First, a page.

NBA officials say the draft isn't just about declaring that this player is better than that one.

"Needs can dictate what teams will do," Steve Patterson, the Blazers' team president and interim general manager, said last week after watching each player work out for his team.

"But both of those guys are going to have very good careers, though probably for a little bit different reasons. Adam is more of a pure scorer, and Brandon is probably able to play two positions in the backcourt and maybe the three [small forward] against smaller threes. He has more of an all-around game and is probably a little bit better defender. But both will be very good pros."

Those comments are borne out in the stats turned in by each last season.

Morrison led the nation in scoring, averaging 28.1 points, almost eight more than Roy (20.2). But Roy had better numbers in virtually every other statistic, including rebounds (5.6 to 5.5), assists (4.1 to 1.8), blocks (.8 to .3) and steals (1.4 to 1.1). Roy even had better field-goal (.508 to .496) and free-throw (.810 to .772) percentages and wasn't far off from the three-point line (Morrison shot .428 to Roy's .402).

College numbers, though, go only so far in determining how a player will adjust to the NBA.

And while most everyone involved with the NBA gives away little this time of year, some close to each player have few qualms stating a case for their guy.

"I'd take Brandon," said Huskies coach Lorenzo Romar. "And again, that doesn't mean I don't think Adam Morrison isn't a great player. He had 43 on us. But if you're asking me, I just think Brandon. I don't know what Brandon doesn't do. Of anyone in the country, he probably has to make the least adjustment [to the NBA]. Defensively, he'll do fine. And he can adapt to whatever type of system they run."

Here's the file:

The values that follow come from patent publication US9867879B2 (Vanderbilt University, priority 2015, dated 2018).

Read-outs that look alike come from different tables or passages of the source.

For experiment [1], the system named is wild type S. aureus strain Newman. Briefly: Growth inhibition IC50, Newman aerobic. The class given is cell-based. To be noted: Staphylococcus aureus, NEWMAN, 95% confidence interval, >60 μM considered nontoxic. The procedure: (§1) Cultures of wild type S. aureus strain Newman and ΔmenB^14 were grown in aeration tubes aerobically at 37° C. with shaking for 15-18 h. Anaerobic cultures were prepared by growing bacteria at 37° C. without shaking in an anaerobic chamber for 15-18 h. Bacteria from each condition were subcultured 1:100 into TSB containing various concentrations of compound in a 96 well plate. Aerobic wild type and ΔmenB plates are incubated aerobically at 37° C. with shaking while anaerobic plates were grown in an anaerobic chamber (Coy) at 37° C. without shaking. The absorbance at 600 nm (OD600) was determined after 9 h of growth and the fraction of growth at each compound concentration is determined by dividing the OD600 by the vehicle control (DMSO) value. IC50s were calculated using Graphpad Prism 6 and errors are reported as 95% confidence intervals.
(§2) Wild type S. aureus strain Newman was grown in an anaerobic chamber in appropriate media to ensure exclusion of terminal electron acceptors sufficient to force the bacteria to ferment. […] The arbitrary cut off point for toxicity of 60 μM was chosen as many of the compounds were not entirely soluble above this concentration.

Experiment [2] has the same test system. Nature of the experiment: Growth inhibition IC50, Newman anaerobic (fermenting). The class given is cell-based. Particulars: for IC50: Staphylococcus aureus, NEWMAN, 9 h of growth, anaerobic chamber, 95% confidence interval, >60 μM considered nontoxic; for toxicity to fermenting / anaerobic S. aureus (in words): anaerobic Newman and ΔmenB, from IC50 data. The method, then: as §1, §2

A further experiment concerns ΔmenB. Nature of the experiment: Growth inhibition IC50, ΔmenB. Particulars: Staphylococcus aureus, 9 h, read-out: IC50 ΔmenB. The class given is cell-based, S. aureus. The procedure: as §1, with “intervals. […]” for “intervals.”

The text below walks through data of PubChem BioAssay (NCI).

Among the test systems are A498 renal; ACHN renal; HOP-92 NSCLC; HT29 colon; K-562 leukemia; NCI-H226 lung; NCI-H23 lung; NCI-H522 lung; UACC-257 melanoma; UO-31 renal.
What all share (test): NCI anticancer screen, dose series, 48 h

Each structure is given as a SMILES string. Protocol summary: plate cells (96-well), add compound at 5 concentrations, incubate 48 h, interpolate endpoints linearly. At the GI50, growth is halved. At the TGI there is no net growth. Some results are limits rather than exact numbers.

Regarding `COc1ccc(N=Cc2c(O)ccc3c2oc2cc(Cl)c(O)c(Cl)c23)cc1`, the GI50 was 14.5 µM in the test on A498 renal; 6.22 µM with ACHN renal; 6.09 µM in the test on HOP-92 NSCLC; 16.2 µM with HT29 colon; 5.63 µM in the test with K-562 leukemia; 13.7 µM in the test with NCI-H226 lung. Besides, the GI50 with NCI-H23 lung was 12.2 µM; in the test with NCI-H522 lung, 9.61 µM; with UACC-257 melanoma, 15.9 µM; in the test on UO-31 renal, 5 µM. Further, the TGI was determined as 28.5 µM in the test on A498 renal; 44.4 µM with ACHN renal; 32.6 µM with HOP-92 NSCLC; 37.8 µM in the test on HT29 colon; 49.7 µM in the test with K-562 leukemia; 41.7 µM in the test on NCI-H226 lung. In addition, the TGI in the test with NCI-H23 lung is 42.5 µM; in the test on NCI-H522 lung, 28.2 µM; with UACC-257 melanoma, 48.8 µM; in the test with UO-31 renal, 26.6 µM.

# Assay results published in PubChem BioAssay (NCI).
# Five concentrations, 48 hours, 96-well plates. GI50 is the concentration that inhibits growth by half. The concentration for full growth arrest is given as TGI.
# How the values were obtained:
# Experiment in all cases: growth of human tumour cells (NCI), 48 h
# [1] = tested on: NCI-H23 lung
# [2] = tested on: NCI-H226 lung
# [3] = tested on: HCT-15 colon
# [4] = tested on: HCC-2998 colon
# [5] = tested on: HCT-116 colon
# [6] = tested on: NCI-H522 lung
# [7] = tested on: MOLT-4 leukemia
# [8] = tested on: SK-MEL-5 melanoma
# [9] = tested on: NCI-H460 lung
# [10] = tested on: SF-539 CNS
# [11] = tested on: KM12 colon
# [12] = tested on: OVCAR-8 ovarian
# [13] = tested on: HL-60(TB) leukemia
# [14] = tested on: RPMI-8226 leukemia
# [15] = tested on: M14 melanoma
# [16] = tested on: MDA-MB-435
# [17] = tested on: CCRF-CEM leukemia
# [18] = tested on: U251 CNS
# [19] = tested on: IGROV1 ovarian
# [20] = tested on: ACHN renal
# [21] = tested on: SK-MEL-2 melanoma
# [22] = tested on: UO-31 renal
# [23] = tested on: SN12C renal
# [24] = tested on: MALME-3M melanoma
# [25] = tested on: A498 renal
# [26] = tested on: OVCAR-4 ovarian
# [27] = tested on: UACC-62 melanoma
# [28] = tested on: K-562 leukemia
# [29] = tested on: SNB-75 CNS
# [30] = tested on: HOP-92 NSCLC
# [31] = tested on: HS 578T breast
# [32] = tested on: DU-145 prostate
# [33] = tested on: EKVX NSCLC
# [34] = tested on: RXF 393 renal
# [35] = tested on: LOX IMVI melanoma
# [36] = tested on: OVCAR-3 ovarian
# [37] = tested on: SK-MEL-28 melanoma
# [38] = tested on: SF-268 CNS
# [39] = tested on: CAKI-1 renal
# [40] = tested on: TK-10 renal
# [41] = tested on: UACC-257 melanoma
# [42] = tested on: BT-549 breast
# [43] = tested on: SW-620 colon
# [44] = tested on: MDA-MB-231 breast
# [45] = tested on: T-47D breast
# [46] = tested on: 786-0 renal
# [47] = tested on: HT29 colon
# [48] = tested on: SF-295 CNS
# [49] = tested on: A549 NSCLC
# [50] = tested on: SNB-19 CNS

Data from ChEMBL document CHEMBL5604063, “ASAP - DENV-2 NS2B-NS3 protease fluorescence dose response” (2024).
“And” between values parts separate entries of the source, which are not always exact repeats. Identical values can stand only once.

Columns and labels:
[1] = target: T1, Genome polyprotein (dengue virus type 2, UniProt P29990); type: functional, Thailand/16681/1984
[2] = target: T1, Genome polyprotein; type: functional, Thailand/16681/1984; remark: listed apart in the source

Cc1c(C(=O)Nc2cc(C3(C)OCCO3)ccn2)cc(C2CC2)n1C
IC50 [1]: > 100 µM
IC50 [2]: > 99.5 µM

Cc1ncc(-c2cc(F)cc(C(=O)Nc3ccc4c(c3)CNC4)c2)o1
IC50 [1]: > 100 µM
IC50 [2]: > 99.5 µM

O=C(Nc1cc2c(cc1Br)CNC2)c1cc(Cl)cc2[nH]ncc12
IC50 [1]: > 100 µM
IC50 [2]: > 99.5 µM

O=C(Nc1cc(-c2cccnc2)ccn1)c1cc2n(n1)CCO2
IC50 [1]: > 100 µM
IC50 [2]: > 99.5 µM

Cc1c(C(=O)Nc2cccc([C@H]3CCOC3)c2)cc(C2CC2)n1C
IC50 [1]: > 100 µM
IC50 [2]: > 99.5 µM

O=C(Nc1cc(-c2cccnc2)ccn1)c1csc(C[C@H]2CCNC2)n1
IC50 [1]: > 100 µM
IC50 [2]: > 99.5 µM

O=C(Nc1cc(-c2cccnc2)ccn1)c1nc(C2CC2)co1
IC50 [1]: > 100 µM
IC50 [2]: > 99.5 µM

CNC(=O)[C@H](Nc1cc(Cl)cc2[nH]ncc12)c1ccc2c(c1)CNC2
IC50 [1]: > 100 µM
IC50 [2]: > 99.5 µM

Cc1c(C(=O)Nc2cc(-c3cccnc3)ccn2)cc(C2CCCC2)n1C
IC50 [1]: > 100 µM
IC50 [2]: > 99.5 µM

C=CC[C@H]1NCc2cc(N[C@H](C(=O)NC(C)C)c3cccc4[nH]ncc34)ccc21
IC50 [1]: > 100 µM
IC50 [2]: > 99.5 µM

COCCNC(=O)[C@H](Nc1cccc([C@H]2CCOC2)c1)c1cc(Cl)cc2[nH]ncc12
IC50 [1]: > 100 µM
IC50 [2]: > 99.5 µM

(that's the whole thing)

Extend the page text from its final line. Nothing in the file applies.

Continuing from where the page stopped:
Taking the other side is Don MacLean, who played for the Sonics during a nine-year NBA career and is now an announcer for UCLA, his alma mater, and saw both players last season.

He also spent about two months this spring helping Morrison prepare for the draft. MacLean has often helped work out players represented by Morrison's agent, Mark Bartelstein, who also represented MacLean.

"I don't think it's fair to compare Brandon Roy and Adam Morrison," MacLean said. "I really don't. Adam will be a much more valued commodity because he can flat-out score. I think Brandon Roy is going to be a good pro, too. But people forget Adam Morrison led the nation in scoring, and he saw every single defense that has ever been invented this year and he was still able to score 30 a night.

"Brandon Roy had some big games, but he wasn't getting 30 every night. If Brandon was as good as Adam, he'd have gotten 35 a night because he had the ball in his hands all the time. He was bringing it up court. He could have taken the ball every time and scored — if he could have."

Romar, though, says anyone judging Roy's game by looking at numbers is missing the point.

"If offensively we would have said we are just going to Brandon exclusively, he would have averaged more points," Romar said. "But he's so complete, he has so much more to offer than just scoring. If you did a study on how many points you are responsible for, it would be amazing how many he would have."

NBA scouts, however, spend as much time looking for potential weaknesses as strengths.

Some wonder if Roy isn't merely good at everything but great at nothing, lacking that one go-to trait that will make him special. And does he really handle the ball well enough to be a point guard, and shoot it well enough to be a shooting guard?

At the Portland workout, the Blazers conducted a number of drills using the other players there, including Arizona's Hassan Adams and Connecticut's Rudy Gay, to double-team Roy in the backcourt and see how he would react.